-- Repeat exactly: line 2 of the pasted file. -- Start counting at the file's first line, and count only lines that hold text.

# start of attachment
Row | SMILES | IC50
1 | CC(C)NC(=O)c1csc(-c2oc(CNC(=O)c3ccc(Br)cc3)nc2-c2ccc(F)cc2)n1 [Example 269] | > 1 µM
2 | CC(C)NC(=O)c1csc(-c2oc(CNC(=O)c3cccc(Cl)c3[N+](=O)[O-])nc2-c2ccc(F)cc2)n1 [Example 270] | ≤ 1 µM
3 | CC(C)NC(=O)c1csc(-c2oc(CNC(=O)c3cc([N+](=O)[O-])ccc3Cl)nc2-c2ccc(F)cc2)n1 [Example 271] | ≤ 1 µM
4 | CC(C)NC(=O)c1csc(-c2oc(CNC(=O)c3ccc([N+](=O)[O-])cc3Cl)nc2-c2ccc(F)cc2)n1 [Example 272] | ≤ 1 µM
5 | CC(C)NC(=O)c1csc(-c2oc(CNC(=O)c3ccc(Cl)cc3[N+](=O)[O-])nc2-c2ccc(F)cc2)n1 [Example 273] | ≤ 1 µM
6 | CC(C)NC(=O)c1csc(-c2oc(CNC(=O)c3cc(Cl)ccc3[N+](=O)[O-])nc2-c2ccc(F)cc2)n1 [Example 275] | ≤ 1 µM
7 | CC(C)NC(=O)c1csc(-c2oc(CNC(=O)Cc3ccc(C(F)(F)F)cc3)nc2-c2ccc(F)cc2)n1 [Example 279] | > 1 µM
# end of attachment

1 | CC(C)NC(=O)c1csc(-c2oc(CNC(=O)c3ccc(Br)cc3)nc2-c2ccc(F)cc2)n1 [Example 269] | > 1 µM